Hundreds of foreign investors are expected to arrive New Zealand in coming months as a result of new border exemptions allowing wealthy investors linked to two government programmes to visit.
The Ministry of Business, Innovation and Employment (MBIE) expects 220 wealthy individuals will arrive over the next year, bringing hundreds of millions in direct investment, job creation and skills.
MBIE said it has not publicised the border changes widely because it only applies to those shoulder-tapped by state agencies.
The two new border exemptions get the briefest of descriptions on the Immigration NZ website - just the names of the government programmes they are linked to.
Association for Migration and Investment chair June Ranson said she would like to know more.
"New Zealand needs the investment money, there's no getting away from it, but it would have been very, very good if they had made the industry and the public aware of what their plans were."
The new exemptions come under the ministry's Innovative Partnerships programme and New Zealand Trade and Enterprise's (NZTE) Investment Attractions, which both had to press pause on inviting potential investors to the country when the borders closed last year.
Under both programmes, officials are able to identify and invite key people from companies to visit here in order to facilitate high-value international investment and technology expertise into the country.
MBIE said high-value international investment will play an important role in supporting New Zealand's economic recovery.
NZTE general manager of investment Dylan Laurence said the agency does plan to publicise the exemption once it has worked through the detail.
Investor interest in New Zealand had never been higher, he said.
"It's been pretty difficult to be able to turn that interest and profile into getting investors and companies to transact. The key constraint has been this inability for them to be able to bring their people into the country to conduct due diligence."
He said those interested in investing want to be here to make decisions.
"We've tried these various ways to conduct due diligence virtually.
We've tried GoPros and drones to do site visits and we've tried introducing them to people in New Zealand who can act as their trusted partners on the ground but ultimately we got minimal take up and a number of investment projects were paused.
"I think it's been really important for New Zealand to get this exemption up and running."
Laurence said NZTE was already fielding interest from people wanting to resume projects now they can apply to come here under the new border exemption.
Investors who visit as part of the Investment Attractions programme will be able to conduct due diligence, such as meeting potential partners, viewing plants and sites, and understanding their potential investment on the ground.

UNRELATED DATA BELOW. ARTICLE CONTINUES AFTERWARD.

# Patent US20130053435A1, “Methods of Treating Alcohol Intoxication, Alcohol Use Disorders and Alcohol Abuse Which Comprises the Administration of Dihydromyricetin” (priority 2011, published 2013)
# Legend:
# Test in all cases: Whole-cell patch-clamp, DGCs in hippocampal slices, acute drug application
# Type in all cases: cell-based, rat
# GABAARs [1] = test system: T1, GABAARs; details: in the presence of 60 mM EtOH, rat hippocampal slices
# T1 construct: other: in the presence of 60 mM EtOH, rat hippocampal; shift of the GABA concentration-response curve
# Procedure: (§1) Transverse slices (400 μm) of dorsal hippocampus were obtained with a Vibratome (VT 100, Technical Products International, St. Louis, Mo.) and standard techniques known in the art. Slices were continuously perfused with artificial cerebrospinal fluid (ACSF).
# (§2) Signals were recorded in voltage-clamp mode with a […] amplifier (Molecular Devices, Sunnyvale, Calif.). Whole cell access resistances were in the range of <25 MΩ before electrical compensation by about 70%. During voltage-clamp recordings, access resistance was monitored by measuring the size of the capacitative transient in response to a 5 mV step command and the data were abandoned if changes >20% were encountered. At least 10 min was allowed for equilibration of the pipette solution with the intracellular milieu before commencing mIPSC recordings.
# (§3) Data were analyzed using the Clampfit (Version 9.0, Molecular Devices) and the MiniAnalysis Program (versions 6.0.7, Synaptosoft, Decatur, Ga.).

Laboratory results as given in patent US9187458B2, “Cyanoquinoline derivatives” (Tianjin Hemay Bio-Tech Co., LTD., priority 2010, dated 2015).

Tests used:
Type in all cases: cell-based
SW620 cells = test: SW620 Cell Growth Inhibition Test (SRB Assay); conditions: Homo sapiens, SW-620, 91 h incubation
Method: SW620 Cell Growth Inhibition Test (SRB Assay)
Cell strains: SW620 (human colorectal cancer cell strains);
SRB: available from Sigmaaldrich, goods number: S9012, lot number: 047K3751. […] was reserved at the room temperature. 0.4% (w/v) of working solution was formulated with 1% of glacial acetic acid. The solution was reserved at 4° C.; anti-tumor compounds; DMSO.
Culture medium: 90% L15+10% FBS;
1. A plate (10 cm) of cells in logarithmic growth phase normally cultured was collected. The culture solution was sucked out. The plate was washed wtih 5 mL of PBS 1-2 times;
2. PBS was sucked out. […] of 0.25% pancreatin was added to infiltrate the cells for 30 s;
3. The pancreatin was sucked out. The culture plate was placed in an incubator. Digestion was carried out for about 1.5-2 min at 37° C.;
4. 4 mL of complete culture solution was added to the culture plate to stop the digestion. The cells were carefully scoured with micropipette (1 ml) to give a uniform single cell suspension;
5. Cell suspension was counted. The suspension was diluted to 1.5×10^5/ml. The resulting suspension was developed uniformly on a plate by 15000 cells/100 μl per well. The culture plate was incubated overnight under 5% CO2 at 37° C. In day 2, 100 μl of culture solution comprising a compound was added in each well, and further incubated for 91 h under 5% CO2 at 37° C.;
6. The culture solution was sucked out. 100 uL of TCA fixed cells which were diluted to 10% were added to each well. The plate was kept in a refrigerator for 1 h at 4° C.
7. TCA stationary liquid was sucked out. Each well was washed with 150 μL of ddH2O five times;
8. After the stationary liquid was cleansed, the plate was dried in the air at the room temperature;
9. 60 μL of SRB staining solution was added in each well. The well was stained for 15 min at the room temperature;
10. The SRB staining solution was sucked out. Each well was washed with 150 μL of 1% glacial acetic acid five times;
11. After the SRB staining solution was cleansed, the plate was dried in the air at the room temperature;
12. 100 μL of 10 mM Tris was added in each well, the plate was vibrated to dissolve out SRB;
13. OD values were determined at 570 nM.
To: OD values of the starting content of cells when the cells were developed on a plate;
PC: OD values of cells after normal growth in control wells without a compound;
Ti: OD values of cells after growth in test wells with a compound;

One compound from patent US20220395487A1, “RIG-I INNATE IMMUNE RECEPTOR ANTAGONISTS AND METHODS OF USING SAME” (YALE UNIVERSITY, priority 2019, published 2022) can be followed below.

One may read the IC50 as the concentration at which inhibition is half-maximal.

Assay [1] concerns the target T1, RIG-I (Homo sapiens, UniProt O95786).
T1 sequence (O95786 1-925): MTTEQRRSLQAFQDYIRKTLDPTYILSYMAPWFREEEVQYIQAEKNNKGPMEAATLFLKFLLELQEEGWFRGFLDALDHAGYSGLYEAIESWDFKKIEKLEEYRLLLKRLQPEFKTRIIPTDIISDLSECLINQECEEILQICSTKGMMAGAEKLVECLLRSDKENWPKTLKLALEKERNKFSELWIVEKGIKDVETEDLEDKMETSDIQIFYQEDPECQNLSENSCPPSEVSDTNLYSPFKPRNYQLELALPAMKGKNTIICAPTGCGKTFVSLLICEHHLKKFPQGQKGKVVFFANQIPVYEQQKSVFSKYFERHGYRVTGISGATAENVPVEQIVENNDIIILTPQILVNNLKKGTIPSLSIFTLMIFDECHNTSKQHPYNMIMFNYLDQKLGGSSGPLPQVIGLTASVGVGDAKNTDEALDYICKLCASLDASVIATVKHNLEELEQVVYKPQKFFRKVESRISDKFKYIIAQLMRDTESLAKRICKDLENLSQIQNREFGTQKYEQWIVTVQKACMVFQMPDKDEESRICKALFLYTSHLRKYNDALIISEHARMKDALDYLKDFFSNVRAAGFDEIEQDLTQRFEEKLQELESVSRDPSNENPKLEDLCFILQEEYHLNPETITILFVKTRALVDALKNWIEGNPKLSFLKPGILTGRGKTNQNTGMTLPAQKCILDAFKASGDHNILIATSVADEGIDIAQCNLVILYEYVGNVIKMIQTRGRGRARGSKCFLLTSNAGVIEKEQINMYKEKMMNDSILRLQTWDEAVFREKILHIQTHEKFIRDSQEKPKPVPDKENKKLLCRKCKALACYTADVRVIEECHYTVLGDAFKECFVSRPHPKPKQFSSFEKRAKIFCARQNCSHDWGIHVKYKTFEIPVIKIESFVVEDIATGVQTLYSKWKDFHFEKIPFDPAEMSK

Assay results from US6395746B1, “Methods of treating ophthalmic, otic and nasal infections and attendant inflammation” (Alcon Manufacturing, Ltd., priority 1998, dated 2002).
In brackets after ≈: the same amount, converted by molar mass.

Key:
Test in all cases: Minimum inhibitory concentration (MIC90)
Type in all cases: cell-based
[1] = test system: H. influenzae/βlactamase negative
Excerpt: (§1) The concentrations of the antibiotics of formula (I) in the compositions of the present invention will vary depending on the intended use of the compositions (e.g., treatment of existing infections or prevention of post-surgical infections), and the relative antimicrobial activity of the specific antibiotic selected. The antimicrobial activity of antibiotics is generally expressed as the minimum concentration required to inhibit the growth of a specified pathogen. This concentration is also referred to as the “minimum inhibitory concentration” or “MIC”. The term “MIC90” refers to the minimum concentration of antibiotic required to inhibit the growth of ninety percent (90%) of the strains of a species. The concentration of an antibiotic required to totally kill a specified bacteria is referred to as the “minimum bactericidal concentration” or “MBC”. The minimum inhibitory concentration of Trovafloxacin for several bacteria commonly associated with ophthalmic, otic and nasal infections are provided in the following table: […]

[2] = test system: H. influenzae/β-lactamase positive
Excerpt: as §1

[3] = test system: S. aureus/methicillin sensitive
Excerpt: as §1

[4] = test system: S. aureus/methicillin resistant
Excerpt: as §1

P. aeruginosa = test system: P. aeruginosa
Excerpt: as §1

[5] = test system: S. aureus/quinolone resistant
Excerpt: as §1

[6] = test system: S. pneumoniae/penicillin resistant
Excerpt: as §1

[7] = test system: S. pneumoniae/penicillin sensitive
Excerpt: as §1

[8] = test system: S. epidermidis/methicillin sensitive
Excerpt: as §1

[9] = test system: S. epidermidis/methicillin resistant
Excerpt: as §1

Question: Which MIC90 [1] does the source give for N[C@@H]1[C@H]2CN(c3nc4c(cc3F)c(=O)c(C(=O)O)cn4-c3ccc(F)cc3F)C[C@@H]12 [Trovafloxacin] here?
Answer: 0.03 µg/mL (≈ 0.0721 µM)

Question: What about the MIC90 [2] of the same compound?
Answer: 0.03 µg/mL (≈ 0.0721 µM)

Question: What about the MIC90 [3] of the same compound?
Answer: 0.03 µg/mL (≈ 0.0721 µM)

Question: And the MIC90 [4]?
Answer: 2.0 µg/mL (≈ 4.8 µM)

The new Innovative Partnerships exception allows MBIE to invite key people from companies "that are pushing the boundaries of technology and solving the world's big problems" to help them find investment opportunities here.
MBIE general manager, science, innovation and international Dr Peter Crabtree oversees the Partnership programme.
"We've been as creative as we can be in terms of maintaining relationships and so have the companies themselves in terms of keeping their operations running," he said.
"It's really the opportunity cost we don't want to miss out at this point."
Crabtree said interest in New Zealand as a research and development destination had surged due to the country's response to the pandemic.
"It's almost bottomless at the moment in some ways, there are so many people who are interested. New Zealand's brand is a very strong one, it was already strong in terms of our niche areas of innovation and people are really drawn to the idea of actually basing operations here."
He said they were looking at bringing in expertise that supports the New Zealand Space Agency and were working through the criteria to prioritise investors.
The first could arrive here within weeks.
MBIE general manager employment, skills and immigration policy Ruth Isaac said the border exemptions for investors were the next steps to ramp up connectivity with the world and support the country's economic recovery.
She said it was important to now reconnect New Zealand businesses to international investment.
"The immediate pipeline of opportunity made possible by these border exceptions could be in the hundreds of millions of dollars worth of benefits to the New Zealand economy."
Any investors arriving from outside Australia will need to apply for a room in managed isolation.